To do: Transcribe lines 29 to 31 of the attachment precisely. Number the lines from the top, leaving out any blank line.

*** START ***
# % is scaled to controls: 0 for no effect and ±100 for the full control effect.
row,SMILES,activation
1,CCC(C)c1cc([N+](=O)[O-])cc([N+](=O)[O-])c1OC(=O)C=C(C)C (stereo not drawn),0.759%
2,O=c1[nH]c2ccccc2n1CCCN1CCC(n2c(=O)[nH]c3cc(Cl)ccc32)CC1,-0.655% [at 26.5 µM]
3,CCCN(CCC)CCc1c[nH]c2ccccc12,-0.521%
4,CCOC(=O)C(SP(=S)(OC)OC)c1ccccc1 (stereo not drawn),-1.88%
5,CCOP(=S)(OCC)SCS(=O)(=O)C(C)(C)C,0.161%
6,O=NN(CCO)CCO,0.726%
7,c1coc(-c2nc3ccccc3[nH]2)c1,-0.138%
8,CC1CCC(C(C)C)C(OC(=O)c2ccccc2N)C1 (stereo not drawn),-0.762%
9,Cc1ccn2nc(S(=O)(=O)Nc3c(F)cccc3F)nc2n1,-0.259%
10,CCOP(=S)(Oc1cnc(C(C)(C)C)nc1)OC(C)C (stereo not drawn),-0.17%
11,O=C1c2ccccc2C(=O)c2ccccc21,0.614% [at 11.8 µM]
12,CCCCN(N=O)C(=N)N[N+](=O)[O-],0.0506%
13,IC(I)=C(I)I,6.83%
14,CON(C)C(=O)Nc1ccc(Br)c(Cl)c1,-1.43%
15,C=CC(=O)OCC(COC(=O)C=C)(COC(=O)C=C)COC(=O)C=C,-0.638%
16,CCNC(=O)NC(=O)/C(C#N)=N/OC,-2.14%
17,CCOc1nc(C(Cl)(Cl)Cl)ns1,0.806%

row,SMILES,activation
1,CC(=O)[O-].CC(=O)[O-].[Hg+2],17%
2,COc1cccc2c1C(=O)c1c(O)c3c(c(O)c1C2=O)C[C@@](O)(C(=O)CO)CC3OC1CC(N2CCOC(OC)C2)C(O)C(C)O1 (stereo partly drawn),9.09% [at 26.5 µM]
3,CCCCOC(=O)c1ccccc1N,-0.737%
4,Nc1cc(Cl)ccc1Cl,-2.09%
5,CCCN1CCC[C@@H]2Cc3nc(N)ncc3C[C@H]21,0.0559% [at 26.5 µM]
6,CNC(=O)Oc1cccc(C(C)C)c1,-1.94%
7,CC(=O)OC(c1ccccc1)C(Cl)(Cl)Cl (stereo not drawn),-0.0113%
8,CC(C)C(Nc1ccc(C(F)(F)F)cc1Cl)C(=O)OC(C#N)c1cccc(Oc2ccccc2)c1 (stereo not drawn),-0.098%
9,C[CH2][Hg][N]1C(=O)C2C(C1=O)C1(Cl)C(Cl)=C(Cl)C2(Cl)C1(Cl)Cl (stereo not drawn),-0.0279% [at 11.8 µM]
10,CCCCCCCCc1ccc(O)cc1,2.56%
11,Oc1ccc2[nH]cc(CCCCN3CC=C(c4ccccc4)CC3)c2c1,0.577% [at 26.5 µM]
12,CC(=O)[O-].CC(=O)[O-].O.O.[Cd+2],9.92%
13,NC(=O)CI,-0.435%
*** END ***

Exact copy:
9,C[CH2][Hg][N]1C(=O)C2C(C1=O)C1(Cl)C(Cl)=C(Cl)C2(Cl)C1(Cl)Cl (stereo not drawn),-0.0279% [at 11.8 µM]
10,CCCCCCCCc1ccc(O)cc1,2.56%
11,Oc1ccc2[nH]cc(CCCCN3CC=C(c4ccccc4)CC3)c2c1,0.577% [at 26.5 µM]